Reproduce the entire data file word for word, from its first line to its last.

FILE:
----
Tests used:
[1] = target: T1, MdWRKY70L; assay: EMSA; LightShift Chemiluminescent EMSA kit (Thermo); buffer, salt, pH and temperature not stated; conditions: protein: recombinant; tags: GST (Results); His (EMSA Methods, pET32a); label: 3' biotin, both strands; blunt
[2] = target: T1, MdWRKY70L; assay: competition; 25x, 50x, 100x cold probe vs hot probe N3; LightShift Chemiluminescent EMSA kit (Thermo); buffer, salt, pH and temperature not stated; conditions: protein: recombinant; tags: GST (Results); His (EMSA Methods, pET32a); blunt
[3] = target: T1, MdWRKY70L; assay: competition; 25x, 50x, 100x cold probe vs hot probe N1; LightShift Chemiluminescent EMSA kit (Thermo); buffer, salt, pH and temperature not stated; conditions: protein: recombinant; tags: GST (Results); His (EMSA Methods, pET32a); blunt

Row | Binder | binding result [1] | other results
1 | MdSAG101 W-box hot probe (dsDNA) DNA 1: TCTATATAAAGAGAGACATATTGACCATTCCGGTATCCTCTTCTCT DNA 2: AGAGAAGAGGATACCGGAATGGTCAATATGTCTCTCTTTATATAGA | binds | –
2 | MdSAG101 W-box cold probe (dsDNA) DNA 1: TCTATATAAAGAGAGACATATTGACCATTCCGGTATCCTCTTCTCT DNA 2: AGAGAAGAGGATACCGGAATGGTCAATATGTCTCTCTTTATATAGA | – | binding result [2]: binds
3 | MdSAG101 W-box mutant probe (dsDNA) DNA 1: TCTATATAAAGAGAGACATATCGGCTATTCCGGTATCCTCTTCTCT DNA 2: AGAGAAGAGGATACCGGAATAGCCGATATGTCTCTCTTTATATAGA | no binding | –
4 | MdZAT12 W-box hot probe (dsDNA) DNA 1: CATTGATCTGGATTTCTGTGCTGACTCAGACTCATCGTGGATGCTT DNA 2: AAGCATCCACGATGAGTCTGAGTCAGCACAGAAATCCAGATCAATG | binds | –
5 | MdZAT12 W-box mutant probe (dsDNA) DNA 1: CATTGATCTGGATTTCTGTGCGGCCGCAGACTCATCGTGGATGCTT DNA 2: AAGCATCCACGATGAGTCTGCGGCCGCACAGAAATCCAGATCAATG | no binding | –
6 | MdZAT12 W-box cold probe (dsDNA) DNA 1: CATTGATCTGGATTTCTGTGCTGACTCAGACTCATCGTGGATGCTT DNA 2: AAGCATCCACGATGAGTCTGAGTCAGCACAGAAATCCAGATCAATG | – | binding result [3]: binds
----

Tests used:
[1] = target: T1, MdWRKY70L; assay: EMSA; LightShift Chemiluminescent EMSA kit (Thermo); buffer, salt, pH and temperature not stated; conditions: protein: recombinant; tags: GST (Results); His (EMSA Methods, pET32a); label: 3' biotin, both strands; blunt
[2] = target: T1, MdWRKY70L; assay: competition; 25x, 50x, 100x cold probe vs hot probe N3; LightShift Chemiluminescent EMSA kit (Thermo); buffer, salt, pH and temperature not stated; conditions: protein: recombinant; tags: GST (Results); His (EMSA Methods, pET32a); blunt
[3] = target: T1, MdWRKY70L; assay: competition; 25x, 50x, 100x cold probe vs hot probe N1; LightShift Chemiluminescent EMSA kit (Thermo); buffer, salt, pH and temperature not stated; conditions: protein: recombinant; tags: GST (Results); His (EMSA Methods, pET32a); blunt

Row | Binder | binding result [1] | other results
1 | MdSAG101 W-box hot probe (dsDNA) DNA 1: TCTATATAAAGAGAGACATATTGACCATTCCGGTATCCTCTTCTCT DNA 2: AGAGAAGAGGATACCGGAATGGTCAATATGTCTCTCTTTATATAGA | binds | –
2 | MdSAG101 W-box cold probe (dsDNA) DNA 1: TCTATATAAAGAGAGACATATTGACCATTCCGGTATCCTCTTCTCT DNA 2: AGAGAAGAGGATACCGGAATGGTCAATATGTCTCTCTTTATATAGA | – | binding result [2]: binds
3 | MdSAG101 W-box mutant probe (dsDNA) DNA 1: TCTATATAAAGAGAGACATATCGGCTATTCCGGTATCCTCTTCTCT DNA 2: AGAGAAGAGGATACCGGAATAGCCGATATGTCTCTCTTTATATAGA | no binding | –
4 | MdZAT12 W-box hot probe (dsDNA) DNA 1: CATTGATCTGGATTTCTGTGCTGACTCAGACTCATCGTGGATGCTT DNA 2: AAGCATCCACGATGAGTCTGAGTCAGCACAGAAATCCAGATCAATG | binds | –
5 | MdZAT12 W-box mutant probe (dsDNA) DNA 1: CATTGATCTGGATTTCTGTGCGGCCGCAGACTCATCGTGGATGCTT DNA 2: AAGCATCCACGATGAGTCTGCGGCCGCACAGAAATCCAGATCAATG | no binding | –
6 | MdZAT12 W-box cold probe (dsDNA) DNA 1: CATTGATCTGGATTTCTGTGCTGACTCAGACTCATCGTGGATGCTT DNA 2: AAGCATCCACGATGAGTCTGAGTCAGCACAGAAATCCAGATCAATG | – | binding result [3]: binds